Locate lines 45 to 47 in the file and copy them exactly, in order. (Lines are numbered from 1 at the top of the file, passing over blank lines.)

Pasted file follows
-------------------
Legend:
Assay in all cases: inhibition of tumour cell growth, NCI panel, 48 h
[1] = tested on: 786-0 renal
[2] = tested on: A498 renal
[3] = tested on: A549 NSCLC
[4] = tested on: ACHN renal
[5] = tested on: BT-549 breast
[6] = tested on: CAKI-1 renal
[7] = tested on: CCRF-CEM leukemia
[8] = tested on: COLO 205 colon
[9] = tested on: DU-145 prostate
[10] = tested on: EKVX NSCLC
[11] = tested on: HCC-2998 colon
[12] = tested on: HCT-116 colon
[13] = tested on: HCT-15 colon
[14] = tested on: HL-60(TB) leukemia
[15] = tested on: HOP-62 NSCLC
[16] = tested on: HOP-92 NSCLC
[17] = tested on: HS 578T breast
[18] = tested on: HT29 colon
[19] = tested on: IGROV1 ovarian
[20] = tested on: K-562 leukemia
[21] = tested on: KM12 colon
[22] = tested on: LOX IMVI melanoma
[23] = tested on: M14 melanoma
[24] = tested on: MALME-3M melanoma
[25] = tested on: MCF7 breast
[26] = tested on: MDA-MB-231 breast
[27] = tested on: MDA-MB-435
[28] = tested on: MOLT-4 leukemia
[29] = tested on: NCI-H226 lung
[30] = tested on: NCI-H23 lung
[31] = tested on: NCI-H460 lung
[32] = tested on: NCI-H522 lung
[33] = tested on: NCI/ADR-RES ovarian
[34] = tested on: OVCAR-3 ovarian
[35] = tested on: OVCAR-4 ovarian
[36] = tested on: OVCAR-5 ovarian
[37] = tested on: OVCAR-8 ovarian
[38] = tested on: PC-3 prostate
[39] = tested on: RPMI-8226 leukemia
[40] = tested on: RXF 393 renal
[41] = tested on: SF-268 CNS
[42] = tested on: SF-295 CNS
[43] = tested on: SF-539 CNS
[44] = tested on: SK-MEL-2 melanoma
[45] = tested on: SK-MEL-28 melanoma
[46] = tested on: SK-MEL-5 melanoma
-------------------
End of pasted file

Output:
[43] = tested on: SF-539 CNS
[44] = tested on: SK-MEL-2 melanoma
[45] = tested on: SK-MEL-28 melanoma